NEW BEDFORD, Mass. (WPRI) — U.S. Sen. Ed Markey on Tuesday exhorted New Bedford residents to get immunized against COVID-19, as the city’s vaccination rate remains well below the statewide average.

Home from Washington due to the Senate recess, Markey stopped in New Bedford to tour a federally funded vaccination clinic at the McCoy Recreation Center in the West End. The clinic, which is targeting senior citizens, received an extra supply of 1,000 Johnson & Johnson doses this week on top of its usual allotment of 600 Moderna shots.

“New Bedford is a little bit below the state average, so the message to the residents of New Bedford is very clear: we want to get you vaccinated,” Markey said.

Data reviewed by Target 12 shows all four cities in Bristol County are lagging behind the statewide pace of inoculations.

While 35% of all Massachusetts residents were at least partly vaccinated as of April 1, only 21% of New Bedford residents have gotten at least one shot. The rates were also below average in Fall River (22%), Attleboro (25%) and Taunton (25%).

New Bedford Mayor Jon Mitchell said “deep-seated” challenges are driving the comparatively low level of vaccinations in his city. He cited a lack of access to technology in order to make appointments online, language barriers, and jobs with limited flexibility.

“We have lots of people who work in industrial settings, who work on fishing boats out in the middle of the Atlantic Ocean, who cannot readily leave work to go get a shot,” said Mitchell, a five-term Democrat. “It’s a major inconvenience for a lot of them.”

“Right from the beginning it’s been very clear that people who Skype to work are a lot less affected by this pandemic than people who do not Skype to work,” Markey added. “And we know who those people are — they’re Black, they’re brown, they’re immigrants, they’re poor, they’re homeless, and they’ve been disproportionately impacted by this crisis.”

However, the mayor expressed optimism about the outlook as an increasing number of facilities offer vaccinations and the overall supply continues to grow.

“It is just starting to turn,” Mitchell said.

Markey — who was making his first visit to New Bedford since he won last year’s hard-fought Democratic Senate primary against Joe Kennedy — also touted “a massive amount of assistance to the city of New Bedford” that he said is on the way due to President Biden’s newly enacted American Rescue Plan Act.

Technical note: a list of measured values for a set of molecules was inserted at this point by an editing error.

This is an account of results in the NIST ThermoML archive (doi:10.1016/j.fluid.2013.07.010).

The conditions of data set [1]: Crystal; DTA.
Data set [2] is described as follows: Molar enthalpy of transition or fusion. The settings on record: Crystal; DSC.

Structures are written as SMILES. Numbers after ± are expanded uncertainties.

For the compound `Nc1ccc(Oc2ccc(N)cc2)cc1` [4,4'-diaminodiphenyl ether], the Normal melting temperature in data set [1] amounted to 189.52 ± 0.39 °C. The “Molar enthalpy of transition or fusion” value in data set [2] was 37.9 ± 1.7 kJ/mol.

The city will receive an estimated $88 million in direct federal aid, plus another $40 million for its K-12 schools, along with millions of dollars in more targeted grants to fund the vaccination campaign and other efforts, according to the senator’s office.

Markey expressed optimism about how the city might benefit from Biden’s proposed $2.2 trillion infrastructure bill, which is currently being hashed out among congressional Democrats. He said he was pleased about a ruling Monday by the Senate parliamentarian that could allow his colleagues to pass the measure on a party-line vote.

“If we’re going to have an infrastructure bill, that says to New Bedford, you’re going to find the funding for your water projects, for your clean drinking projects, for the wind projects off of the coastline — the staging area to ensure that this new industry is centered here in New Bedford,” he said.

With a New England native now in charge of the U.S. Commerce Department — former Rhode Island Gov. Gina Raimondo — Markey and Mitchell both said they have already had initial discussions with her about expanding the footprint of the National Marine Fisheries Service, an arm of the National Oceanic and Atmospheric Administration, in New Bedford.

Markey reiterated the position he took during last year’s Senate primary debate on WPRI 12, shying away from the idea of relocating NOAA’s Woods Hole Laboratory to New Bedford but saying he wants to “find the right role for New Bedford to partner with Woods Hole to make sure that this whole area is the center for research for the entire United States of America.”

New Bedford has been the top fishing port in the nation for 19 straight years, with its boats grossing more than $430 million annually, according to federal data.

Mitchell said he spoke briefly with Raimondo on a recent conference call organized by the U.S. Conference of Mayors, and was pleased to hear the knowledge she brings to the job.

“She’s somebody who, probably unlike anybody else who’s held that position previously, has no learning curve when it comes to the arcana of fisheries regulations and the fishing economy,” he said. “I think she’s up to speed on all of it.”

Ted Nesi ( is a Target 12 investigative reporter and 12 News politics/business editor. He co-hosts Newsmakers and writes Nesi’s Notes on Saturdays. Connect with him on Twitter and Facebook

Eli Sherman contributed to this report.